Boots on The Ground

So, I'm officially in the bottle stopper business. I purchased the Ruth Niles starter kit and made a load of bottle stoppers. I have to say I'm rather pleased. The next question was, now that I've got close to $100 sunk into this how do I get it back?


Don't get me wrong, I like making them, but still. I mean to say I almost always look at life through the prism of capitalism. "How can I have fun AND make money!?" So I loaded up my bag with bottle stoppers and started my march to rejection.

Two weeks ago, I hit about eight local gift stores. Most encounters stared off the same.

"May I help you"

"I'm peddling," I'd say to break the ice. "Do you do consignment sales?"

"Yes...but"

And here the stories would differ. The owner is traveling, the owner isn't interested, the owner makes bowls (didn't quite understand that excuse myself). Of the eight shops only one took my card and only two actually looked at my product. It was a rather large bash to my ego.

I honestly let it get to me all week. I was a bit deflated, but last weekend I tried again.

This time I had a stopper in my hand as I walked through the door of the shop.

"Do you do consignment sales? I make these!" This time the response was much better. On the fourth shop I got a bite. I'm heading back there Friday to drop off the stoppers and a display I've been working. So begins my stopper sales. Luckily, being in the heart of wine country, bottle stoppers are pretty popular here. We'll see. Either way it feels good to get a bite!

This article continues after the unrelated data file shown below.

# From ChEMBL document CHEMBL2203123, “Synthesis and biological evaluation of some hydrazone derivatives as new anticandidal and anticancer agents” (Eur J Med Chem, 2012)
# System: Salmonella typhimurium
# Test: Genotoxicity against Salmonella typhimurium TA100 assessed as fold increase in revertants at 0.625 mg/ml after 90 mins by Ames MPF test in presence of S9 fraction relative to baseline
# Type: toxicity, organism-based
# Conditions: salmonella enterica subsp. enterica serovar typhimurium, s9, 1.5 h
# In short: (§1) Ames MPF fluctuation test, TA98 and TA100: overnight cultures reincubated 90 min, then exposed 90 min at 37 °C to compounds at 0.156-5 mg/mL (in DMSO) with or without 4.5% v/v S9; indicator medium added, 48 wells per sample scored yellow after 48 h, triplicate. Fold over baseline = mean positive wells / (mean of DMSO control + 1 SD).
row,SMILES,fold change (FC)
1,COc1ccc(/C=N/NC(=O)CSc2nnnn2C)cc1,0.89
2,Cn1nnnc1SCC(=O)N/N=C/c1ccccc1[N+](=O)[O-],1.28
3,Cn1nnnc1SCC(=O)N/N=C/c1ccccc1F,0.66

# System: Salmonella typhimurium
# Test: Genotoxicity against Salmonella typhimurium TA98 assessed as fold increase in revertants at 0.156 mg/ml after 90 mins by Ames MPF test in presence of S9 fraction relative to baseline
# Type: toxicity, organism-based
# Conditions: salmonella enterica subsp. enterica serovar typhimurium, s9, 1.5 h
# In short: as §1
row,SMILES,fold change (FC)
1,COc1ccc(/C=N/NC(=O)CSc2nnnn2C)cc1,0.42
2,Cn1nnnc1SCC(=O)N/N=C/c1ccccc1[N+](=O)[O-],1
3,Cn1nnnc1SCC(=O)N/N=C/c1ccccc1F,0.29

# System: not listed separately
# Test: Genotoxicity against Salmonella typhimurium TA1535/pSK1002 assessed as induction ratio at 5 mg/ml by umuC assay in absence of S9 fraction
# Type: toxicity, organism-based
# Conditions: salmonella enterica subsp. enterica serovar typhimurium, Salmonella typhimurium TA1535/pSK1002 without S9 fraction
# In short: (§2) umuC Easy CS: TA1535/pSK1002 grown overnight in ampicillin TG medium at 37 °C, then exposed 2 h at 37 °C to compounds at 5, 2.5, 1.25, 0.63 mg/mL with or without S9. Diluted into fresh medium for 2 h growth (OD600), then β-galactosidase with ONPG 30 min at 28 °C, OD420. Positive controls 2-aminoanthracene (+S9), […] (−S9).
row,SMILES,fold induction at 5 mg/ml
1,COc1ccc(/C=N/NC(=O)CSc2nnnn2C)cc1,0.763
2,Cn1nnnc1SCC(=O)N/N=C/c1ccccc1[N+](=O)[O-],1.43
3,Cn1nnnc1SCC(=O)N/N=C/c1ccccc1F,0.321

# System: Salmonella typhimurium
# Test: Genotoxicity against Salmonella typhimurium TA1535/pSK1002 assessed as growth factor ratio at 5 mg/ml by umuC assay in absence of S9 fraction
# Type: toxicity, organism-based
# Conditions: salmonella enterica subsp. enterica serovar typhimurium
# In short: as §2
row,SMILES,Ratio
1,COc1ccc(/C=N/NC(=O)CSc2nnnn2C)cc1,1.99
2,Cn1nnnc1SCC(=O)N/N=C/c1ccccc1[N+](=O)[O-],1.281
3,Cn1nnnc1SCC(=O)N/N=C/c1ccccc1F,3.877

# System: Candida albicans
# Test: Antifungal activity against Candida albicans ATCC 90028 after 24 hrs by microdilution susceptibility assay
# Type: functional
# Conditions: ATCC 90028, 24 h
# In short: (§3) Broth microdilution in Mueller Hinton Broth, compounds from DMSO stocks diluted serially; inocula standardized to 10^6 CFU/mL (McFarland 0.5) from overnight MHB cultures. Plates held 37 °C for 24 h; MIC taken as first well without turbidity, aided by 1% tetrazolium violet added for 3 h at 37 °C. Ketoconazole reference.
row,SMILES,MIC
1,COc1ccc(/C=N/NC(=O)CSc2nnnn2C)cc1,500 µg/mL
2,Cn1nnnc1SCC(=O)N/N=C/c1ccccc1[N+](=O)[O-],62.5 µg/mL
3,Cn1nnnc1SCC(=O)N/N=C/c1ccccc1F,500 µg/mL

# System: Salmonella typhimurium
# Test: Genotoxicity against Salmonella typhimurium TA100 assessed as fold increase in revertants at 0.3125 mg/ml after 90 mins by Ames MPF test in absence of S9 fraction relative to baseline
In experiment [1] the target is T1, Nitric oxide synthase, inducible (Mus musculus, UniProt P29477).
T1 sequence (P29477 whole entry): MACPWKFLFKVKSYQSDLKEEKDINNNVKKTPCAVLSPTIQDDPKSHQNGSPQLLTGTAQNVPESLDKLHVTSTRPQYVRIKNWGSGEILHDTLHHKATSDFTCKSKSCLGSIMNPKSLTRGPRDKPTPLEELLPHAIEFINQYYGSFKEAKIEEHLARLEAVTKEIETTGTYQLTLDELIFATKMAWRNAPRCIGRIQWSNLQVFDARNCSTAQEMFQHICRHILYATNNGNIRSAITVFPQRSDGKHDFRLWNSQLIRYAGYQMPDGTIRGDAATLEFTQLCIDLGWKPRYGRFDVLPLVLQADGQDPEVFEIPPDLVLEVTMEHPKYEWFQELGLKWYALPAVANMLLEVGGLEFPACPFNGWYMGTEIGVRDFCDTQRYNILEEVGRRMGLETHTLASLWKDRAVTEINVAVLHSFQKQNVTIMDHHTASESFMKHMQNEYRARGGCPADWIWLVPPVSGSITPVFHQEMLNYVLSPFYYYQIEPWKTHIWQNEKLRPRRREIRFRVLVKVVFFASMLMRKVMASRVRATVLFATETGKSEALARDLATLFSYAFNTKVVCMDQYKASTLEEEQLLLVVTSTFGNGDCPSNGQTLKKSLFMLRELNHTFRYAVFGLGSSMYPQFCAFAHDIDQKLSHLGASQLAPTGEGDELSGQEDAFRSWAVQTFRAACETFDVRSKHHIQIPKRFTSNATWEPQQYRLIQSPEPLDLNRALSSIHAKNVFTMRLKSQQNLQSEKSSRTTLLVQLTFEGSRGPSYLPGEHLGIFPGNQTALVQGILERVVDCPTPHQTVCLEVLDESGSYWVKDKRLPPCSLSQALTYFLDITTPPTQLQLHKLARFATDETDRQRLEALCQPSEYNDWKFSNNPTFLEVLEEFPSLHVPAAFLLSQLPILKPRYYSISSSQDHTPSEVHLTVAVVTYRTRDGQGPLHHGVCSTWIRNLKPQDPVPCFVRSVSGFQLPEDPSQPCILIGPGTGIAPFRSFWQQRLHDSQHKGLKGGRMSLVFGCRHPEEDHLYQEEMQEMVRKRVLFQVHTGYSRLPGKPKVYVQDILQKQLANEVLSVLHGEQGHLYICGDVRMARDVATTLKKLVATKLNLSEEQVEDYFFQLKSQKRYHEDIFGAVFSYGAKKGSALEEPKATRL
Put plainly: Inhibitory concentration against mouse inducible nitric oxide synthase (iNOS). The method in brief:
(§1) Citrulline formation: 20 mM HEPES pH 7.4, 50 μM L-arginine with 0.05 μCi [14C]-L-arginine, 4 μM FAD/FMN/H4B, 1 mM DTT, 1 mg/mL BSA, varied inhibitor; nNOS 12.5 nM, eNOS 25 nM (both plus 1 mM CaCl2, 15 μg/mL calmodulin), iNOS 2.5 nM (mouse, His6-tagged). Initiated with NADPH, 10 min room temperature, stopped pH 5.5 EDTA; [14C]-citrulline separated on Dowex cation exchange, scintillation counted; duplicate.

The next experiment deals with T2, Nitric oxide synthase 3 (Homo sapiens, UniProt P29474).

Inside Out Vase

A fun afternoon project. It wasn't that difficult, though I would certainly do many things differently. Mainly the cutting away of the windows section...

Start with a four billets. Since I didn't have that I needed to make some cuts. I ripped a 2x4 in half, then crosscut it to equal lengths.

Next I jointed the edges with the table saw, a straight edge and some double sided tape. A very effective and simple method.

Next I taped all four sides together and took it to the lathe.

Mounted between centers I turned out the windows. I measured 4 inches from the outside and turned a teardrop shape (a bit larger than needed). I then sanded and finished with friction polish.

Next I separated the billets, flipped them all inside out and glued it together. Once dried I planed the ends, though looking back this might be an unneeded step. Either way it's nice to bring out the #5.

Mounted and turned to shape.

I then drilled out the end with a 1/2 bit and shaped and lips.


Sanded. Sanded, Sanded. Sanded. Friction polished, parted off and called it "good enough" and stuck a weed in it for its photo op!



There it is. A few hours and a pretty cool vase. For next time, I would make the windows smaller, use a more workable wood and a steady rest would be a HUGE assets!

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